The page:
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T-1 paint scheme revealed, 43rd heritage brought to life

  • Published
  • By Airmen 1st Class Jake Jacobsen
  • 14th Flying Training Wing Public Affairs

The 14th Flying Training Wing unveiled the last of its six heritage flagship aircraft during a ceremony at the Walker Center Oct. 25 on Columbus Air Force Base.

The 43rd Flying Training Squadron’s T-1A Jayhawk, painted in the color scheme used on the squadron’s aircraft during World War II, was presented to those in attendance as a finale to the heritage painting project.

These paintings were also part of the Air Force chief of staff’s initiative to revitalize squadrons and enable them to connect to the long blue line.

Speakers during the ceremony included Lt. Col. Tom McElhinney, 43rd FTS commander, and Rufus Ward, 43rd FTS honorary commander.

Ward’s opening remarks gave spectators a summarized history of the 43rd FTS as well as tying it to his own personal life with his father, a former member of the 96th Bombardment Group. He started at the 43rd FTS’s origin in Dec. 22, 1939, as the 29th Bombardment Squadron to the present as the 43rd FTS.

After Ward finished he passed the spotlight to the current commander to speak about his squadron and the new aircraft.

McElhinney said he was excited to accept the aircraft into the fleet at Columbus as he remarked on the duties the 43rd FTS has as an Air Force Reserve Squadron.

“As reservists we honor and adhere to the citizen Airmen motto, respecting the challenges of balancing reserve duty with civilian employment and family life,” McElhinney said. “This heritage aircraft is a testament to that partnership.”

McElhinney also explained that many aspects of the squadron’s history were used in the development of the paint scheme, and since there were already two T-38 Talon and T-6 Texan II paint schemes at Columbus they decided to use the design for a second T-1 aircraft.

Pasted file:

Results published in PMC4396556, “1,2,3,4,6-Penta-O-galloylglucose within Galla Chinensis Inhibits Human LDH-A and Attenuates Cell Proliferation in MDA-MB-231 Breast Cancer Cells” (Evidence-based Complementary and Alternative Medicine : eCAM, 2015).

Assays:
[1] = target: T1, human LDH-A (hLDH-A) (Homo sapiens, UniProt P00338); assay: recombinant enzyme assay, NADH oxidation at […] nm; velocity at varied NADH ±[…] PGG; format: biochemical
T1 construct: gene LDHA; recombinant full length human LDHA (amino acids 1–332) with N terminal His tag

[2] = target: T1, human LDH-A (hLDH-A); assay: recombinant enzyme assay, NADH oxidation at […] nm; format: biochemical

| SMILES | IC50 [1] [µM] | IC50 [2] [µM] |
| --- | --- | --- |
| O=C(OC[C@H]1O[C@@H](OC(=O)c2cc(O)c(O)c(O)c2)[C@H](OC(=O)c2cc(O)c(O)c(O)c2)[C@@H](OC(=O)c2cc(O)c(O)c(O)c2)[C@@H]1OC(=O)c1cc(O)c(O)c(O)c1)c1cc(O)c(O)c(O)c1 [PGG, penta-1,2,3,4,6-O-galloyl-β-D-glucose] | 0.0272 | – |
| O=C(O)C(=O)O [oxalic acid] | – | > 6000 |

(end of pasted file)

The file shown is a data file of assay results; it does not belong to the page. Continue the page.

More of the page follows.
Noticeable patches and heritage marks were placed on the T-1 such as the 43rd Bombardment Squadron patch, used during WWII, on the side of the aircraft.

Each of the bomb wings in the 29th BG used different letters to identify which group an aircraft belonged to and their origins. The 43rd used the square O, which has been placed on the tail of the flagship aircraft, back when the squadron was with the 29th BG.

The 43 on the side of the aircraft represents the aircraft number which prominently displays the aircraft from the 29th BG during WWII. These numbers were used to help identify aircraft both in the air and on the ground.

The 43rd FTS’s strong heritage is backed by having earned three campaign streamers, three Distinguished Unit Citations and numerous other awards.

Today the 43rd FTS mission continues in building the world’s best warriors, leaders and professional pilots.

The 43rd FTS administers and executes the Air Education and Training Command/Air Force Reserve Command Associate Instructor Pilot Program and provides Active Guard Reserve and Traditional Reserve IPs to augment the cadre of active-duty pilots conducting pilot training.

During wartime, or in the event of hostilities, the unit is mobilized to offset anticipated losses of experienced active-duty pilot contributions to the instructor pilot training programs.

(Editor’s note: Rufus Ward of the Commercial Dispatch contributed to this story)

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